As much as a collective effort, sexuality education should be individualized to each one’s experiential as well as knowledge exposure and importantly, pace of comfort. One has to establish a ‘baseline’ of exactly where to begin from and with how much. Too much information is as lethal as too little. I pondered over how I could introduce these lessons to students of grades 6th, 7th and 8th and in what way differently. I mean I wasn’t even planning on starting with, “Where do babies come from?”. Here I had to figure out my own comfort level with others in discussing sexuality. If I was afraid or inhibited in any way, there wouldn’t have been a point to any of this and I was capable of doing greater damage than any good. I resolved within myself and began from exposing, challenging and correcting the interpretative flaws in understanding the term sexuality itself.

The cherry on this cake is the interactive nature of sessions. A primary aim of sexuality education is to provide a comfortable space to developing individuals to remove the stigma and loneliness that accompanies the various issues of growth and development. Empathizing with others’ and widening one’s own perspective is what defines sexuality education.

Despite this knowledge, the controversies around sexuality education are always concentrated on the content it should cover whilst most overlook the more integral ingredient, the methodology; how information is presented - visually or verbally, imposing or convincing delivery method of the message, and if questions ought to be tackled with awkward silences, jokes, ridicule or harassment. It is not so much the topics that a program covers but how it does that determines its effectiveness and the outcomes in a child’s coping style.

I was enjoying my time with the children discussing and exploring their ideas on friendships, family, society, their bodies, emotions and even abuse through means of role plays, mixed gender interactions (an absent quality in the school) and chinese whispers, when everything was brought to a sudden halt. I had been asked to be discreet in my classes. The word, ‘discreet’, however, doesn’t have a place in sexuality education. In fact, it stands in opposition to it. My only applicable understanding of it was to not expose the students to graphic visuals of the body. Nevertheless, I compensated through all verbal mediums. ‘It was the content of the matter’, they hinted. It’s appalling to add here thatthey didn’t want me to mention the very term, sexuality, in class. With little space given to defend myself, I was asked to discontinue everything.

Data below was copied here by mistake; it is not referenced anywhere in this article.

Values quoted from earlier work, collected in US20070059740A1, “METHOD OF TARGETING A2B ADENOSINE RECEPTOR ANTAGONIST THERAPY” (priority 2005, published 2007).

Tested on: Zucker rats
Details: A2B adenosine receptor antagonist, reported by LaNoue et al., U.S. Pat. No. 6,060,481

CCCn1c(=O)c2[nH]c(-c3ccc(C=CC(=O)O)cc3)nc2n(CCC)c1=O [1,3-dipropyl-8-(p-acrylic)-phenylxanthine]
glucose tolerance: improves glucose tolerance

The point I’d like to drive home is that sexuality education has to begin at the very roots of a subject as well as with society. By the latter, I’m hinting towards the forerunners of a society – parents, teachers, policy makers, law enforcers; all in all, the adults! Convince them and consider the job almost half done. I say ‘almost’ because although children are agents of the norms, traditions and values of a society set by their respective adults, they are active learners of their own will and choice! My illustrative experience is a case in point. Had I, perhaps, convinced the school authorities of how what I was doing going to be beneficial for the students, then the response would have been more welcoming and the outcome more positive.

My humble effort would have been entirely futile and nothing beyond an internship fulfillment, if not for the active and aroused minds of the youngsters there. Any success, even if less than a centimeter on a scale, is attributed to their receptivity and a mutual understanding between us that touched me.
Sexuality Education is a dicey matter, no doubt. However, it has to be given some leeway on the grounds that it is still in its etiological period of research, understanding and formulation. After all, every discipline has built a home through a storm of resistance, revolution and renaissance.

Sexuality education arrived a while back and is slowly seeping into mainstream society. For those to whom it is still a culture shock probably need to dig a bigger burrow!

Originally published on 26 February, 2010 on The Alternative